One-third of a billion dollars.
Sales of all marijuana products – from the plants grown in the fields, to the individual portions to smoke or eat processed in factories large and small, to their purchase by Washington residents and visitors – topped that figure in the first 15 months recreational marijuana has been available in the state.
Sales by businesses in Spokane County lead the state in two of the three license categories issued by the state, a computer analysis by The Spokesman-Review of data compiled by the state Liquor and Cannabis Board shows. The agency has figures for all sales collected through Aug. 31, and they top $357 million.
Spokane County edged two more rural counties, Chelan and Benton, in sales by licensed marijuana growers, with about $1.5 million sold from 69 producers. Most are relatively small, although three license holders in Cheney – Mean the Green, D & L Enterprises and Montgomery Avenue Growers – are among the state’s largest and accounted for more than half the county’s total with some $813,000 in sales.
Spokane County was also the top location for processing operations, where marijuana from the fields is packaged and labeled for individual sales, turned into edibles or oils or mixed with liquids. The county’s 64 licensees sold nearly $20 million worth of pot products, with the top two, Grow Op Farms and Farmer J’s in the Spokane Valley, accounting for more than $8 million of that total. Spokane pot processors sold more than $4 million worth of products over King County, which is in the No. 2 slot for processing.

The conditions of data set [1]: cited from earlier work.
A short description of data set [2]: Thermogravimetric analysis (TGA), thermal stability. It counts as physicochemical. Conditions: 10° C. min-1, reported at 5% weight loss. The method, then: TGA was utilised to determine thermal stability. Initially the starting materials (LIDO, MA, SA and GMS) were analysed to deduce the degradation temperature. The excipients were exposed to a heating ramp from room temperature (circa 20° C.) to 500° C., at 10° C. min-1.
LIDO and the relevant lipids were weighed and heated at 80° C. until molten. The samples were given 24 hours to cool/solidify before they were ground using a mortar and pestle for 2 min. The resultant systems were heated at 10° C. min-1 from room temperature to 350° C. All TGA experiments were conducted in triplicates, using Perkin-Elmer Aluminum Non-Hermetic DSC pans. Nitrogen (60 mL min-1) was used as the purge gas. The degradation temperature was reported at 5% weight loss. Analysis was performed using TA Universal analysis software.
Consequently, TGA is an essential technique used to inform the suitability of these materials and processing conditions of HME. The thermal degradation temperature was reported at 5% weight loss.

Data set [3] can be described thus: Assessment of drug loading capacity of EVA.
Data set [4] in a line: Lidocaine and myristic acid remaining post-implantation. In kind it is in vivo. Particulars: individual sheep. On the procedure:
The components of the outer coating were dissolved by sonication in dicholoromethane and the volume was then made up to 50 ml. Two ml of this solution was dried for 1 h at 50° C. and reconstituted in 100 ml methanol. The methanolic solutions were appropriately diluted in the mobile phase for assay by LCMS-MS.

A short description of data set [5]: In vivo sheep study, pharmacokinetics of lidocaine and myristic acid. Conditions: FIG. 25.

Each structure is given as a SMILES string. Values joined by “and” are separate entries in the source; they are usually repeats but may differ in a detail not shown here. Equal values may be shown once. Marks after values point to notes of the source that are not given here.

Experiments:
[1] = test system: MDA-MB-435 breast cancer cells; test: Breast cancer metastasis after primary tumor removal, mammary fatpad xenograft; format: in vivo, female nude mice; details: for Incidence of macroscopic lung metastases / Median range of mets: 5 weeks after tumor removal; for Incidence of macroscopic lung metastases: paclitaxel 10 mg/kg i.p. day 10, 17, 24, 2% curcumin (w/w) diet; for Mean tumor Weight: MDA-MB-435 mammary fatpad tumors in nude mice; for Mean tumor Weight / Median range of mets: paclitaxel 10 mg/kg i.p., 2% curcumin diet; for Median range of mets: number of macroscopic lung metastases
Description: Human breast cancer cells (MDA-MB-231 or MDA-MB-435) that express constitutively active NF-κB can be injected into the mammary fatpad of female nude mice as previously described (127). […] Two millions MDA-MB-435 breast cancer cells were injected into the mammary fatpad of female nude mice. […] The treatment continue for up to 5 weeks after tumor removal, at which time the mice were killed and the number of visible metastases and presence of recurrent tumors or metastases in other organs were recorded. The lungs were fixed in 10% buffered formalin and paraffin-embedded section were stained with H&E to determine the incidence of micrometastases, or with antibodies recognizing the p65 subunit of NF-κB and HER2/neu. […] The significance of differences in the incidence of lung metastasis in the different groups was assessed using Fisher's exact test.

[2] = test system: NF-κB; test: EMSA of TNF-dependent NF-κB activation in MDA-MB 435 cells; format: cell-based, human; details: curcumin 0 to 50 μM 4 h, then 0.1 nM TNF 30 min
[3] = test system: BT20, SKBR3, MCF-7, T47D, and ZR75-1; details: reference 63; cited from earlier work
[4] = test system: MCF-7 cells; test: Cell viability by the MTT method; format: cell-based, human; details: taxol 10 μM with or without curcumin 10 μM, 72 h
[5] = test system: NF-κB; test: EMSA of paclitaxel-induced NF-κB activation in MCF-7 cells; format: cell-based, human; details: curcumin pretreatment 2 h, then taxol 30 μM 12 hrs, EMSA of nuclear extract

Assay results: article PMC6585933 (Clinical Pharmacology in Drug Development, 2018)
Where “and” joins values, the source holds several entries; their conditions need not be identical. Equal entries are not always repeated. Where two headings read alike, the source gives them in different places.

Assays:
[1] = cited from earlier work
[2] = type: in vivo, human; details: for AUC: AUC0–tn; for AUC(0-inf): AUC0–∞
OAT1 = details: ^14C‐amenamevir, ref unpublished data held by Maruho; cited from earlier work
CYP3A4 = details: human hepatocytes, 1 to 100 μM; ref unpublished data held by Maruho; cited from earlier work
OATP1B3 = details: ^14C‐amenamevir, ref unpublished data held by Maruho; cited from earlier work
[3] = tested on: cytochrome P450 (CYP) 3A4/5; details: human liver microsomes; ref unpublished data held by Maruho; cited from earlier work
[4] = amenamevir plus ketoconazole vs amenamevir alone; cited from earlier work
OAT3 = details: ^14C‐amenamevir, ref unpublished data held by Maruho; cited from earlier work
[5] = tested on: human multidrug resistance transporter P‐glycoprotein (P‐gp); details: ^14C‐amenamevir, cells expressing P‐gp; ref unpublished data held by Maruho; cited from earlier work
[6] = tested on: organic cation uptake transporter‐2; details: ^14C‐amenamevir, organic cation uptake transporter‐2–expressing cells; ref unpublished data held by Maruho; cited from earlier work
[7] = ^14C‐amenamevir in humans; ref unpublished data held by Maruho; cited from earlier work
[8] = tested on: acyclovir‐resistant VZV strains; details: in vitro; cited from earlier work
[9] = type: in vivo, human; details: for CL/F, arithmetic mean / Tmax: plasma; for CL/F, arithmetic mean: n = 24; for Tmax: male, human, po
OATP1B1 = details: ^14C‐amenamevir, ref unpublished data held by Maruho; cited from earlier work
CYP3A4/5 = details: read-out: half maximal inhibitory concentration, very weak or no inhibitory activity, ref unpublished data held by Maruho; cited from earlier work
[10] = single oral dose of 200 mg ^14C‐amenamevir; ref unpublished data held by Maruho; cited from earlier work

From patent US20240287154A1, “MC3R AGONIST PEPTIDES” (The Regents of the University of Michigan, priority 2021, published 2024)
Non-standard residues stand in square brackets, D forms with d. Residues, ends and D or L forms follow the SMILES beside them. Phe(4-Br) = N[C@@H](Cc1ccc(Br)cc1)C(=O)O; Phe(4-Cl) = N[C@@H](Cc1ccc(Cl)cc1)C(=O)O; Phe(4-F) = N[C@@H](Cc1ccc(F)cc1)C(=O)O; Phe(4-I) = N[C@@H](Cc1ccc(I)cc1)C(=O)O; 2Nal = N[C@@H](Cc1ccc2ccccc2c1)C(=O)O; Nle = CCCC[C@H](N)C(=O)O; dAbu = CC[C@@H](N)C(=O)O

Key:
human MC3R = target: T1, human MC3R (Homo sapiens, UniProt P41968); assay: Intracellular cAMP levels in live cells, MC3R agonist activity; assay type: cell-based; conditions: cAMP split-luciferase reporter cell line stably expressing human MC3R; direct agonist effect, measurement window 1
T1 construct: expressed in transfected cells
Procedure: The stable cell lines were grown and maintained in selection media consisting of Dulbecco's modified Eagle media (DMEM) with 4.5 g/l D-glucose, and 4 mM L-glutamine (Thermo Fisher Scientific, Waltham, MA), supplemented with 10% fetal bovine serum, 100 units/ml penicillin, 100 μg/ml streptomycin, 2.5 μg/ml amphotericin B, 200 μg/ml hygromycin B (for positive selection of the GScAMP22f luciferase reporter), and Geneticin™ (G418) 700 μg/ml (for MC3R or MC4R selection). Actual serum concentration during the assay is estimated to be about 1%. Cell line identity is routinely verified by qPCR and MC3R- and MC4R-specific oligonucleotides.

But the majority of money generated by marijuana businesses is through retail sales, which were just short of $250 million statewide.
King County leads in the most visible part of the recreational marijuana industry, with some $66.5 million in retail sales. That’s more than the next two highest counties, Clark and Spokane, combined. When the first recreational marijuana stores opened in July 2014, sales in the state’s most populous county lagged because many stores there were slow to open. But King County now has 35 of the state’s 173 marijuana stores, and the third largest retailer, Uncle Ike’s.
The state’s two biggest stores, based on sales, are in Vancouver, where New Vansterdam and Main Street Marijuana reported sales of more than $13.5 million each. Their initial sales may have been boosted by visitors from Oregon, a situation that could change because that state recently legalized recreational marijuana.
Spokane County has 15 licensed stores. None cracked the top 10 for total sales, but they do have four of the next five spots:
Sativa Sisters, in the Spokane Valley, was No. 11 with $4.5 million in sales.
Satori, in north Spokane, was No. 12, with almost $4.4 million.
Greenlight, in Millwood, was No. 13, with $4.3 million
Spokane Greenleaf, in north Spokane, was No. 15, with just under $4 million.
When voters legalized recreational marijuana in 2012 with a statewide initiative, they approved a system that collected taxes on every step of the process. This year, the Legislature revised the taxes with a system designed to collect the same amount of tax, but from the retail sales. That took effect in July, and there was a slight increase in taxes that accompanied the increase in sales. All taxes for August haven’t been collected yet, but the state estimates when nearly $13 million of taxes for that month are paid, marijuana will have generated about $90 million in excise taxes.